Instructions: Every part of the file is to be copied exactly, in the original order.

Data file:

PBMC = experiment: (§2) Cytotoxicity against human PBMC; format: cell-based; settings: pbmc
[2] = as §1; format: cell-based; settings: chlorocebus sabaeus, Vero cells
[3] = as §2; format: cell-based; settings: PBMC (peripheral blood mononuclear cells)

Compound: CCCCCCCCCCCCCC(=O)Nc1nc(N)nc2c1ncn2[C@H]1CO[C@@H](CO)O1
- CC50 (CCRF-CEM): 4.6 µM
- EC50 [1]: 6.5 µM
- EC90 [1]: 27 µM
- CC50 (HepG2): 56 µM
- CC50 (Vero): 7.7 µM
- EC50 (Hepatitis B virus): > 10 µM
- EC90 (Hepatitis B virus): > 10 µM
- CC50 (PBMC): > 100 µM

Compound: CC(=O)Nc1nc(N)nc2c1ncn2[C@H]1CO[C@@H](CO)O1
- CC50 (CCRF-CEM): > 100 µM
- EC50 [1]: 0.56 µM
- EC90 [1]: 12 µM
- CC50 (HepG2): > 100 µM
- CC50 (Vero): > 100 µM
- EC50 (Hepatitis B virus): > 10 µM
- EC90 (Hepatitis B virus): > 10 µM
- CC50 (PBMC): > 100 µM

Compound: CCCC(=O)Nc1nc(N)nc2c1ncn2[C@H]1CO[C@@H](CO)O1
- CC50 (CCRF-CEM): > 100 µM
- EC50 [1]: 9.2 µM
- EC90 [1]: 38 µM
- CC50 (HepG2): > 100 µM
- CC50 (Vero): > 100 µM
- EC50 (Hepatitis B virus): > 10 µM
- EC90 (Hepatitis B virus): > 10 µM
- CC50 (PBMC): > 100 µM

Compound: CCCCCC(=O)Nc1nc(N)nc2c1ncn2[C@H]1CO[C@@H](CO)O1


PBMC = experiment: (§2) Cytotoxicity against human PBMC; format: cell-based; settings: pbmc
[2] = as §1; format: cell-based; settings: chlorocebus sabaeus, Vero cells
[3] = as §2; format: cell-based; settings: PBMC (peripheral blood mononuclear cells)

Compound: CCCCCCCCCCCCCC(=O)Nc1nc(N)nc2c1ncn2[C@H]1CO[C@@H](CO)O1
- CC50 (CCRF-CEM): 4.6 µM
- EC50 [1]: 6.5 µM
- EC90 [1]: 27 µM
- CC50 (HepG2): 56 µM
- CC50 (Vero): 7.7 µM
- EC50 (Hepatitis B virus): > 10 µM
- EC90 (Hepatitis B virus): > 10 µM
- CC50 (PBMC): > 100 µM

Compound: CC(=O)Nc1nc(N)nc2c1ncn2[C@H]1CO[C@@H](CO)O1
- CC50 (CCRF-CEM): > 100 µM
- EC50 [1]: 0.56 µM
- EC90 [1]: 12 µM
- CC50 (HepG2): > 100 µM
- CC50 (Vero): > 100 µM
- EC50 (Hepatitis B virus): > 10 µM
- EC90 (Hepatitis B virus): > 10 µM
- CC50 (PBMC): > 100 µM

Compound: CCCC(=O)Nc1nc(N)nc2c1ncn2[C@H]1CO[C@@H](CO)O1
- CC50 (CCRF-CEM): > 100 µM
- EC50 [1]: 9.2 µM
- EC90 [1]: 38 µM
- CC50 (HepG2): > 100 µM
- CC50 (Vero): > 100 µM
- EC50 (Hepatitis B virus): > 10 µM
- EC90 (Hepatitis B virus): > 10 µM
- CC50 (PBMC): > 100 µM

Compound: CCCCCC(=O)Nc1nc(N)nc2c1ncn2[C@H]1CO[C@@H](CO)O1